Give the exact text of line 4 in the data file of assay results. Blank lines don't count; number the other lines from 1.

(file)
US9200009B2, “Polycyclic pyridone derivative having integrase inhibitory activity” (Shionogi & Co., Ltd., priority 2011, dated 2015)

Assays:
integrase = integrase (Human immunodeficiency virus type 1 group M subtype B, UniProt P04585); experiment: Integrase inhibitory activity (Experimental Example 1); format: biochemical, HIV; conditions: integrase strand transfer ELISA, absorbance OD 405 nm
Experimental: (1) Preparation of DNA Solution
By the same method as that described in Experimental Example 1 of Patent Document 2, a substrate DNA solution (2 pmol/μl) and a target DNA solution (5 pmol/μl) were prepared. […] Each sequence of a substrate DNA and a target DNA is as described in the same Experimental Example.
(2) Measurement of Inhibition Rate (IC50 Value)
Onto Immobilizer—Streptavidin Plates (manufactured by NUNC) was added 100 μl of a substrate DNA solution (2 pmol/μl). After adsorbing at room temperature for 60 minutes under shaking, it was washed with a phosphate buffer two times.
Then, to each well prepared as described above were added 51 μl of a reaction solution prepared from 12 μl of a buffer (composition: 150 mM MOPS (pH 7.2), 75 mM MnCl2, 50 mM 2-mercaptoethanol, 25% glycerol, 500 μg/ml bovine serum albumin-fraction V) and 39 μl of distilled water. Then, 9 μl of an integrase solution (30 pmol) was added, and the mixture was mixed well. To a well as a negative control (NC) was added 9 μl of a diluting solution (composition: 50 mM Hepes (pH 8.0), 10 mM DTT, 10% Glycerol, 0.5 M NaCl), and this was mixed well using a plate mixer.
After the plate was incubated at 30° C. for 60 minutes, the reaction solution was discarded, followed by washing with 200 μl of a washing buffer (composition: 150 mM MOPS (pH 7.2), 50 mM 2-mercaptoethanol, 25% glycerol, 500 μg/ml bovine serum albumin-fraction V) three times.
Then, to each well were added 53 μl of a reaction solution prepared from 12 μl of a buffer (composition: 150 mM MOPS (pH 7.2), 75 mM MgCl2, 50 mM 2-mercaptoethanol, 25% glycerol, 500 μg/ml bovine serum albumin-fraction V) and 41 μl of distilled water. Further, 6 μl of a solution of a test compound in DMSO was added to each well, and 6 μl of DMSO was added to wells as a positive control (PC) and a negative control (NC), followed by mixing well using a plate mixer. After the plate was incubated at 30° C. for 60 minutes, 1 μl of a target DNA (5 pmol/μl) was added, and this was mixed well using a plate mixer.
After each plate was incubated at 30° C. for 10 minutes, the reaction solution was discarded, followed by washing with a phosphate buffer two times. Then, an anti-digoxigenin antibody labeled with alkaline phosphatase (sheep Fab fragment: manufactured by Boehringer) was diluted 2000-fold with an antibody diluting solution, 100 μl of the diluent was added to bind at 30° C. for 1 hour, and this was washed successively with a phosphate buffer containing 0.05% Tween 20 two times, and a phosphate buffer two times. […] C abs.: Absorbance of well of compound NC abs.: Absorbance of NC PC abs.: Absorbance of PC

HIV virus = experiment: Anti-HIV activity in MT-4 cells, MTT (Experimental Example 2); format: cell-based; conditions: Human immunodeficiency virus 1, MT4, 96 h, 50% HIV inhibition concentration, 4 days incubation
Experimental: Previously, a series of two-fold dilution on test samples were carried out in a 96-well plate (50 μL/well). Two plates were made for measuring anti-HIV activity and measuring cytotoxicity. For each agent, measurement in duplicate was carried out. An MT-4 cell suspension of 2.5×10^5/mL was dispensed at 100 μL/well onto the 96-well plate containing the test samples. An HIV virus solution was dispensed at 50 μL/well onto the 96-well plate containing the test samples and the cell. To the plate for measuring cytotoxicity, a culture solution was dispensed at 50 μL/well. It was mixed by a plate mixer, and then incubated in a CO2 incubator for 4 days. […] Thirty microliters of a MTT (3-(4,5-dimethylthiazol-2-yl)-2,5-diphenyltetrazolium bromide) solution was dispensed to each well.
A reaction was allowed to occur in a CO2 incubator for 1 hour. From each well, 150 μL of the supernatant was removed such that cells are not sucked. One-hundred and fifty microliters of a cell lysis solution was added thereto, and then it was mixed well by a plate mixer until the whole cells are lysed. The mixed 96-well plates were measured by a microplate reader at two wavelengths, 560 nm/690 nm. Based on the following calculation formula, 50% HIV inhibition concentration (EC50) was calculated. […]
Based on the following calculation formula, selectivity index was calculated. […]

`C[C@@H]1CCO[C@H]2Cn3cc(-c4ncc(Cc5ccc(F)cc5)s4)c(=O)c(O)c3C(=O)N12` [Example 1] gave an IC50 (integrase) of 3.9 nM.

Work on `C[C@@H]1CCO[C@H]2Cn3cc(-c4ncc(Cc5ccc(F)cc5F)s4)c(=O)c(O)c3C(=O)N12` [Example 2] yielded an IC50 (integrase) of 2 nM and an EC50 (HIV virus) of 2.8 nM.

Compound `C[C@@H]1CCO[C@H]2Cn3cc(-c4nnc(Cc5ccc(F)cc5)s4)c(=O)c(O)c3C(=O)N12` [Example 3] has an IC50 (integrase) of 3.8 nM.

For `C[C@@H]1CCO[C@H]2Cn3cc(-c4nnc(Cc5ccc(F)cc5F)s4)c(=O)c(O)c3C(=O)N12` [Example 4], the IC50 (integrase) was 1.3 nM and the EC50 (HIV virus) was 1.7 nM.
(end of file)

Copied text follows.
Experimental: (1) Preparation of DNA Solution